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Br J Cancer. 2016 Feb 2;114(3):298-304. doi: 10.1038/bjc.2015.437. Epub 2015 Dec 17.

Heterogeneity of luminal breast cancer characterised by immunohistochemical expression of basal markers.

Author information

1
Division of Cancer Epidemiology and Genetics, National Cancer Institute, National Institutes of Health, 9609 Medical Center Drive, Bethesda, 20850 MD, USA.
2
Division of Breast Cancer Research, Breakthrough Breast Cancer Research Centre, The Institute of Cancer Research, 15 Cotswold Rd, Sutton, Surrey, SM2 5NG London, UK.
3
Division of Cancer Epidemiology, German Cancer Research Center (DKFZ), Im Neuenheimer Feld 280, 69120 Heidelberg, Germany.
4
Department of Oncology, University of Cambridge, Worts Causeway, CB1 8RN Cambridge, UK.
5
Cancer Research UK Cambridge Institute, University of Cambridge, Robinson Way, CB2 0RE Cambridge, UK.
6
Department of Obstetrics and Gynecology, Helsinki University Hospital and University of Helsinki, PO Box 700, 00029 HUS Helsinki, Finland.
7
Department of Pathology, Helsinki University Hospital and University of Helsinki, PO Box 400, 00029 Helsinki, Finland.
8
Department of Oncology, Helsinki University Hospital and University of Helsinki, PO Box 400, 00029 Helsinki, Finland.
9
Cancer Epidemiology Centre, Cancer Council Victoria, 615 St Kilda Rd, Melbourne, 3004 Victoria, Australia.
10
Centre for Epidemiology and Biostatistics, Melbourne School of Population and Global Health, The University of Melbourne, Parkville, 3010 Victoria, Australia.
11
Genetic Epidemiology Laboratory, Department of Pathology, The University of Melbourne, Melbourne, 3010 Victoria, Australia.
12
Anatomical Pathology, The Alfred Hospital, Commercial Rd, Prahran, 3181, 3053 Victoria, Australia.
13
School of Medicine, Institute of Clinical Medicine, Pathology and Forensic Medicine, Cancer Center of Eastern Finland, University of Eastern Finland, Yliopistonranta 1, PO Box 1627, 70211 Kuopio, Finland.
14
Department of Clinical Pathology, Imaging Center, Kuopio University Hospital, PO Box 100, 70029 KYS Kuopio, Finland.
15
Jyväskylä Central Hospital, Central Finland Health Care District, Adm Bldg 6/2, Keskussairaalantie 19, 40620 Jyväskylä, Finland.
16
Department of Laboratory Medicine and Pathology, Mayo Clinic, Stabile 2-42, 200 First Street SW, Rochester, 55905 MN, USA.
17
Department of Health Sciences Research, Mayo Clinic, 200 First St SW, Rochester, 55905 MN, USA.
18
Sheffield Cancer Research, Department of Oncology, University of Sheffield, Beech Hill Road, S10 2RX Sheffield, UK.
19
Department of Neuroscience, University of Sheffield, Beech Hill Road, S10 2RX Sheffield, UK.
20
Program in Genetic Epidemiology and Statistical Genetics, Harvard T.H. Chan School of Public Health, 677 Huntington Avenue, Boston, 02115 MA, USA.
21
Department of Medicine, Channing Division of Network Medicine, Harvard Medical School and Brigham and Women's Hospital, 181 Longwood Avenue, Boston, 02115 MA, USA.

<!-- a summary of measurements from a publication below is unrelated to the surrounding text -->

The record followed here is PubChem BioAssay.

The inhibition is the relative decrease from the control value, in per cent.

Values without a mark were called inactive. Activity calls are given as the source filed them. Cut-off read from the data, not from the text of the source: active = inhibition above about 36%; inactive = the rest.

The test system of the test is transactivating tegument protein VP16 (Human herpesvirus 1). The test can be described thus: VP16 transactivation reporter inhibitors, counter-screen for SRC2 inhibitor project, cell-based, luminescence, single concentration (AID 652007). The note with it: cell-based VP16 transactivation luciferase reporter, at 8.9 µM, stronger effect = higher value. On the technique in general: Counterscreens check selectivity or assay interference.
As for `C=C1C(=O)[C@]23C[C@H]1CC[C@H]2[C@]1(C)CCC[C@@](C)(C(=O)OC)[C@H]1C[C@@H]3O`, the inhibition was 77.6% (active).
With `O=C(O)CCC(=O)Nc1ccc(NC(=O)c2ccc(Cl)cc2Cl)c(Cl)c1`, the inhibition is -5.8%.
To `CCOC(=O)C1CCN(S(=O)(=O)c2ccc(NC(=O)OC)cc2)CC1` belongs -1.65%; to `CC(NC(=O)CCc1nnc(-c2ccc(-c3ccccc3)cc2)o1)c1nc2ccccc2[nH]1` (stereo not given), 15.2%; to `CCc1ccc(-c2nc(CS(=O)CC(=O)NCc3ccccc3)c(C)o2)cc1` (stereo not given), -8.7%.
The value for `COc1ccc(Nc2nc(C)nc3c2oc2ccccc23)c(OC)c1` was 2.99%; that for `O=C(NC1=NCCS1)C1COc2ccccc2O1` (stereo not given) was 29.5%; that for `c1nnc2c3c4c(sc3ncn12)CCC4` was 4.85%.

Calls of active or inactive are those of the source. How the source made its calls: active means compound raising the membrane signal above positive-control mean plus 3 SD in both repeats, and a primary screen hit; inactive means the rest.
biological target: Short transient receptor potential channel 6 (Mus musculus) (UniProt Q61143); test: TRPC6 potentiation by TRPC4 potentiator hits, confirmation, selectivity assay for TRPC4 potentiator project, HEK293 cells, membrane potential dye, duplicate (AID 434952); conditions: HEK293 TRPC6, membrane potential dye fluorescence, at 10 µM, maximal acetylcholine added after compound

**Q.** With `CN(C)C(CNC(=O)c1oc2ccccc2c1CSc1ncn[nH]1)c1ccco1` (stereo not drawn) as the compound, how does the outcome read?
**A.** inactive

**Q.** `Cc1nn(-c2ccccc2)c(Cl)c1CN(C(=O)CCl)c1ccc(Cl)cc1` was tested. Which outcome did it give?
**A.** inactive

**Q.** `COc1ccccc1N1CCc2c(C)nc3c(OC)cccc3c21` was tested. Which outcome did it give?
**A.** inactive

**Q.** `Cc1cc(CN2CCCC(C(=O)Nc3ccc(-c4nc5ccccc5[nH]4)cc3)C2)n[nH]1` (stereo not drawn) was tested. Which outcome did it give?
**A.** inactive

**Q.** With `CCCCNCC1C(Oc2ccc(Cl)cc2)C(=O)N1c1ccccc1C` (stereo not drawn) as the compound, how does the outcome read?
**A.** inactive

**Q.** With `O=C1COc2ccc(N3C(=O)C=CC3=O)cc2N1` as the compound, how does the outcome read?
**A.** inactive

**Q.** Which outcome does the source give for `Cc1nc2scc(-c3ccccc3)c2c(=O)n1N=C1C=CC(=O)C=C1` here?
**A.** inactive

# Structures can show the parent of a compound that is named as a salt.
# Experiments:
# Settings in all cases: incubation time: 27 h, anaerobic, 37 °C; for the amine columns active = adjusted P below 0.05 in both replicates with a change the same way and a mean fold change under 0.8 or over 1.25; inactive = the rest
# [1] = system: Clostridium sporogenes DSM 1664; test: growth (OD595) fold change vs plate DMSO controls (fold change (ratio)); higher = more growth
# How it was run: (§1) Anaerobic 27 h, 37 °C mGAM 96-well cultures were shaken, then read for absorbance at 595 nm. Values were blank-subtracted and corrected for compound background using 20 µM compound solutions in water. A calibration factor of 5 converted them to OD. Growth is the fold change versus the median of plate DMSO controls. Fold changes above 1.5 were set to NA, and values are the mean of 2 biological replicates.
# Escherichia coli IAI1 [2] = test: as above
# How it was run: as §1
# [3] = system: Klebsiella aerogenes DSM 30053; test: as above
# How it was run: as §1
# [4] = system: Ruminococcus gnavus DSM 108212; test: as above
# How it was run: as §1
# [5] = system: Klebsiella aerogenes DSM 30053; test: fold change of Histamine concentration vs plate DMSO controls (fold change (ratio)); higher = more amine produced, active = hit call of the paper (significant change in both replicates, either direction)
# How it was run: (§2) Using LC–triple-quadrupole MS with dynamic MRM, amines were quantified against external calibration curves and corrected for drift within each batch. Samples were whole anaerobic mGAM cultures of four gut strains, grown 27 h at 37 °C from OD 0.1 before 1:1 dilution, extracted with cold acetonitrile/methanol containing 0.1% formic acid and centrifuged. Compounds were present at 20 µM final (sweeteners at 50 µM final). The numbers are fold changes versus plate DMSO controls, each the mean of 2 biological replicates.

22
Department of Epidemiology, Harvard T.H. Chan School of Public Health, 677 Huntington Ave, Boston, 02115 MA, USA.
23
Netherlands Cancer Institute, Antoni van Leeuwenhoek Hospital, Plesmanlaan 121, 1066 CX Amsterdam, The Netherlands.
24
Department of Public Health and Primary Care, Centre for Cancer Genetic Epidemiology, University of Cambridge, CB1 8RN Cambridge, UK.
25
Department of Oncology, Centre for Cancer Genetic Epidemiology, University of Cambridge, Strangeways Research Laboratory, Worts Causeway, CB1 8RN Cambridge, UK.
26
Cancer Research UK Cambridge Institute, Li Ka Shing Centre, CB2 0RE Cambridge, UK.
27
Division of Genetics and Epidemiology, The Institute of Cancer Research, 15 Cotswold Rd, Sutton, Surrey, SM2 5NG London, UK.

Abstract

BACKGROUND:

Luminal A breast cancer defined as hormone receptor positive and human epidermal growth factor receptor 2 (HER2) negative is known to be heterogeneous. Previous study showed that luminal A tumours with the expression of basal markers ((cytokeratin (CK) 5 or CK5/6) or epidermal growth factor receptor (EGFR)) were associated with poorer prognosis compared with those that stained negative for basal markers. Prompted by this study, we assessed whether tumour characteristics and risk factors differed by basal marker status within luminal A tumours.

METHODS:

We pooled 5040 luminal A cases defined by immunohistochemistry (4490 basal-negative ((CK5 (or CK5/6))- and EGFR-) and 550 basal-positive ((CK5 (or CK5/6+)) or EGFR+)) from eight studies participating in the Breast Cancer Association Consortium. Case-case comparison was performed using unconditional logistic regression.

RESULTS:

Tumour characteristics and risk factors did not vary significantly by the expression of basal markers, although results suggested that basal-positive luminal tumours tended to be smaller and node negative, and were more common in women with a positive family history and lower body mass index.

CONCLUSIONS:

Most established breast cancer risk factors were similar in basal-positive and basal-negative luminal A tumours. The non-significant but suggestive differences in tumour features and family history warrant further investigations.

PMID:
26679376
PMCID:
PMC4742579
DOI:
10.1038/bjc.2015.437
[Indexed for MEDLINE]
Free PMC Article

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